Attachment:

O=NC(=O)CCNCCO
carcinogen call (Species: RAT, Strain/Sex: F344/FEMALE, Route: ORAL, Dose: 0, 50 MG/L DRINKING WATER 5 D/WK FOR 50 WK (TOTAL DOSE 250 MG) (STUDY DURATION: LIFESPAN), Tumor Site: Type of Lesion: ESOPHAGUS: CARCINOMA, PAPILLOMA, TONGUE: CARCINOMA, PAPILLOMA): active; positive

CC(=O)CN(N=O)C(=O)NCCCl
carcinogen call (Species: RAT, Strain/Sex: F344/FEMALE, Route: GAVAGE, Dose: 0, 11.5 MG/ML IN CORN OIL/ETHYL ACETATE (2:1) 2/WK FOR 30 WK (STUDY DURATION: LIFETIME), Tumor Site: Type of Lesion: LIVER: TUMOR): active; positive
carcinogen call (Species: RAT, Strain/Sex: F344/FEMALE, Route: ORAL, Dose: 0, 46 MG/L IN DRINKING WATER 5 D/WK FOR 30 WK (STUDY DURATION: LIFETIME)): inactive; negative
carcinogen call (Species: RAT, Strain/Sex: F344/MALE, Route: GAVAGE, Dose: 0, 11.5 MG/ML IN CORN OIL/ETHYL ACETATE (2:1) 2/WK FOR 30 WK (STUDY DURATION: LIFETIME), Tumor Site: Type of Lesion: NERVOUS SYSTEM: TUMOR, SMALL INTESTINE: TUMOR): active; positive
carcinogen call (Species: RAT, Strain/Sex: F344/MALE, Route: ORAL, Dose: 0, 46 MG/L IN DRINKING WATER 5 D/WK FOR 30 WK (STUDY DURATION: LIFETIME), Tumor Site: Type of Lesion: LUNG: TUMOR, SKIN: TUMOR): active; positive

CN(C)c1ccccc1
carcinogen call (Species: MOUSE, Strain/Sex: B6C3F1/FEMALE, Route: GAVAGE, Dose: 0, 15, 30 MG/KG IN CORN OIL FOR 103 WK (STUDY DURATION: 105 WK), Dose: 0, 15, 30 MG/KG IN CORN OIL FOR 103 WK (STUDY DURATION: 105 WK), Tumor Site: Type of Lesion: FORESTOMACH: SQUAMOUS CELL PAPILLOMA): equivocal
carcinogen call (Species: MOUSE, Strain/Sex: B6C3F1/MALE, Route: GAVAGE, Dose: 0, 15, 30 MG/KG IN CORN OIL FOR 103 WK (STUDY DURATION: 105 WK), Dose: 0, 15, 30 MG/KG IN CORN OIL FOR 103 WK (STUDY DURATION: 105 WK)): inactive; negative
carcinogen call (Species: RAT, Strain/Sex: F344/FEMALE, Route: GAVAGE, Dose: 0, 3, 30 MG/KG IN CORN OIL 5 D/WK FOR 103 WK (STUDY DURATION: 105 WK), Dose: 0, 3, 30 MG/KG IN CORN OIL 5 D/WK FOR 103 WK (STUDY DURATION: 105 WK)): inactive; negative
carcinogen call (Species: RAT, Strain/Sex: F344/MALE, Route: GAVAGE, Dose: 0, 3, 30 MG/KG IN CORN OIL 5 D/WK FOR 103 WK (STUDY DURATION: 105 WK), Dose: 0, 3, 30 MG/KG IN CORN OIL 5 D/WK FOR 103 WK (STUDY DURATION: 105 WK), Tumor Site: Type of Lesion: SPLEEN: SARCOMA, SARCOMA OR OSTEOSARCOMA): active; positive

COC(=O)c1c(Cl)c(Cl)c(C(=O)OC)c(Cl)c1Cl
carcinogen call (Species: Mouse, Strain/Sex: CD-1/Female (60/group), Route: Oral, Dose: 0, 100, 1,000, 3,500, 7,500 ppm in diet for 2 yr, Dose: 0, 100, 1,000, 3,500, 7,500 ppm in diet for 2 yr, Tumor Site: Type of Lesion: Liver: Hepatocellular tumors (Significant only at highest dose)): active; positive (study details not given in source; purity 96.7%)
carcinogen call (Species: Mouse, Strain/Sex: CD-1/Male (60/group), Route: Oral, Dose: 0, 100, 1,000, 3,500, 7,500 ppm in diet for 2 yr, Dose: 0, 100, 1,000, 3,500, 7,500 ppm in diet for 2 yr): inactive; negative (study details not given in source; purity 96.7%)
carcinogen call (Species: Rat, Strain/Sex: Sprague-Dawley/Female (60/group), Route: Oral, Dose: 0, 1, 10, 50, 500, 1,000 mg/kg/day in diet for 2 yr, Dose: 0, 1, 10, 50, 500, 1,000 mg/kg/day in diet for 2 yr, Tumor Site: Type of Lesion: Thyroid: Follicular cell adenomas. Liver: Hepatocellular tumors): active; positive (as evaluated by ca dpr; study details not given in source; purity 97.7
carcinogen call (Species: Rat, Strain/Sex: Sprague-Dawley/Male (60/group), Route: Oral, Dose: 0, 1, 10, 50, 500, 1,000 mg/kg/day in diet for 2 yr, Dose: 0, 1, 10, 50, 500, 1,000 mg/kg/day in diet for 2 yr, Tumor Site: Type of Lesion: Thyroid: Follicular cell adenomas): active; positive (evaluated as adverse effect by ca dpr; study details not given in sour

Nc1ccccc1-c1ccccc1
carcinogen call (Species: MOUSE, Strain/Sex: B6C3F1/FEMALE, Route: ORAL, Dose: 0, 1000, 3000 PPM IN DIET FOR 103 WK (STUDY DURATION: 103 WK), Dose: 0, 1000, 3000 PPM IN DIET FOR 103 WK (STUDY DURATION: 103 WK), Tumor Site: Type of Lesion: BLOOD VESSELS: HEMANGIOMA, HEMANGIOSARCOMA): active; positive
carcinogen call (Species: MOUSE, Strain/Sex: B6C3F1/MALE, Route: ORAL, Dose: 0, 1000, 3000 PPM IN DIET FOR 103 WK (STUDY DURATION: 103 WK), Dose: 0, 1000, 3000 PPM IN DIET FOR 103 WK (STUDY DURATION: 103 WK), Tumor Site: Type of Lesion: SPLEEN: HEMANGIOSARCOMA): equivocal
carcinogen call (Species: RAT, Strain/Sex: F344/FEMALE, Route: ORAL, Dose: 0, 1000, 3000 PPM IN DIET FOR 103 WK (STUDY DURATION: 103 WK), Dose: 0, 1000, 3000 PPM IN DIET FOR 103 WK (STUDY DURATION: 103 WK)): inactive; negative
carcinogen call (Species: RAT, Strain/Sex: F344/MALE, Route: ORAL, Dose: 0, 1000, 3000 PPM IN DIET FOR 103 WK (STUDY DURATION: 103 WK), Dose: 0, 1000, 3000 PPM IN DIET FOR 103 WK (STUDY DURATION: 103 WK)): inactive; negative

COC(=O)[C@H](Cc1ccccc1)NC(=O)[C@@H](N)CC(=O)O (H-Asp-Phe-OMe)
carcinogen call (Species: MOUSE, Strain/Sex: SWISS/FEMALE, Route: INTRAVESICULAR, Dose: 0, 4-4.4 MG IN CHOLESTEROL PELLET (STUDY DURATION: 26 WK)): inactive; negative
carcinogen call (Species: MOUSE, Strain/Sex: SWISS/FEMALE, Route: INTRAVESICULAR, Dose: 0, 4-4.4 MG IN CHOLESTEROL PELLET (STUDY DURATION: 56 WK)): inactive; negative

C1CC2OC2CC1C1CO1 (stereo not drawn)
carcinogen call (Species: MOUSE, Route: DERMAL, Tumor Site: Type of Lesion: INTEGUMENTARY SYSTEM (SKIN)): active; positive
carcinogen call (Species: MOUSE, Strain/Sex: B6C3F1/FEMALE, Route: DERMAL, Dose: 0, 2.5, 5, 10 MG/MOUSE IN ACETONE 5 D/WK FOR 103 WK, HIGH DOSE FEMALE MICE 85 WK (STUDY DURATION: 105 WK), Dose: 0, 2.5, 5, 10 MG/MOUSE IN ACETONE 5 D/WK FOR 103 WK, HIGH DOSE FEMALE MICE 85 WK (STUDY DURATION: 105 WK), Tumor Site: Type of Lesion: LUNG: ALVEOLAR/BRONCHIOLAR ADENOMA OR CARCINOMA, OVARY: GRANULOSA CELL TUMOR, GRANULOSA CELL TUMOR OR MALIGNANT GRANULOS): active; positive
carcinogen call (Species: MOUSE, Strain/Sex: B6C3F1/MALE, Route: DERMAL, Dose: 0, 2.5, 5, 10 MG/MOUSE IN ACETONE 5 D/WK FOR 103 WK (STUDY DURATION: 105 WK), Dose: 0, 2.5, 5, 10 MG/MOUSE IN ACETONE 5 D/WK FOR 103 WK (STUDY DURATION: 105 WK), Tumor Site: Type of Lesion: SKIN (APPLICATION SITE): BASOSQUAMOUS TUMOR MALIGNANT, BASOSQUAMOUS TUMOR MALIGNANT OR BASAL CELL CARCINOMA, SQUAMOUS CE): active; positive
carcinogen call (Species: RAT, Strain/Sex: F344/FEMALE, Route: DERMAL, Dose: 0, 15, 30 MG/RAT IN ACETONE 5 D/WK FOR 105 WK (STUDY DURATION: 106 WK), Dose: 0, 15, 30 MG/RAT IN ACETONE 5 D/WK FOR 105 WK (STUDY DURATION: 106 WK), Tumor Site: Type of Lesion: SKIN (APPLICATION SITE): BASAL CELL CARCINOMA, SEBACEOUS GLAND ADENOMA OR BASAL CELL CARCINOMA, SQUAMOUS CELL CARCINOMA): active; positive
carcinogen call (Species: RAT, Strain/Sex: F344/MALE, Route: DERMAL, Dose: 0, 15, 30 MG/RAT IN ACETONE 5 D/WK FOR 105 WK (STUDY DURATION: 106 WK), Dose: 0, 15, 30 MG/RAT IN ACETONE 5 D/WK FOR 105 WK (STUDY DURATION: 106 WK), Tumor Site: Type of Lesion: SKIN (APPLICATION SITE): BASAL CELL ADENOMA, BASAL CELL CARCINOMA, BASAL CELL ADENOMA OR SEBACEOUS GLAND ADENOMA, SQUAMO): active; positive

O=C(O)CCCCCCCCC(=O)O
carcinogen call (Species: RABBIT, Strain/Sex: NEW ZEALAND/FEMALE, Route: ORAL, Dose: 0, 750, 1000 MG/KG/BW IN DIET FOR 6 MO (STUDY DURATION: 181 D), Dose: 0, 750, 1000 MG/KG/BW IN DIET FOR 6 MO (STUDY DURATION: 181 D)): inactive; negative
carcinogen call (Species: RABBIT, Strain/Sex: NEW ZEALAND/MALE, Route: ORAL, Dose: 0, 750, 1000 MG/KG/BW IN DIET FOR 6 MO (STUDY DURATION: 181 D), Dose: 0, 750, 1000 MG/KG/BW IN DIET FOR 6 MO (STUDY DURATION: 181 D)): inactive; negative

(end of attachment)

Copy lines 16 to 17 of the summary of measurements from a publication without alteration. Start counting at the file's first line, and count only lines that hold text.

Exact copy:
carcinogen call (Species: Rat, Strain/Sex: Sprague-Dawley/Female (60/group), Route: Oral, Dose: 0, 1, 10, 50, 500, 1,000 mg/kg/day in diet for 2 yr, Dose: 0, 1, 10, 50, 500, 1,000 mg/kg/day in diet for 2 yr, Tumor Site: Type of Lesion: Thyroid: Follicular cell adenomas. Liver: Hepatocellular tumors): active; positive (as evaluated by ca dpr; study details not given in source; purity 97.7
carcinogen call (Species: Rat, Strain/Sex: Sprague-Dawley/Male (60/group), Route: Oral, Dose: 0, 1, 10, 50, 500, 1,000 mg/kg/day in diet for 2 yr, Dose: 0, 1, 10, 50, 500, 1,000 mg/kg/day in diet for 2 yr, Tumor Site: Type of Lesion: Thyroid: Follicular cell adenomas): active; positive (evaluated as adverse effect by ca dpr; study details not given in sour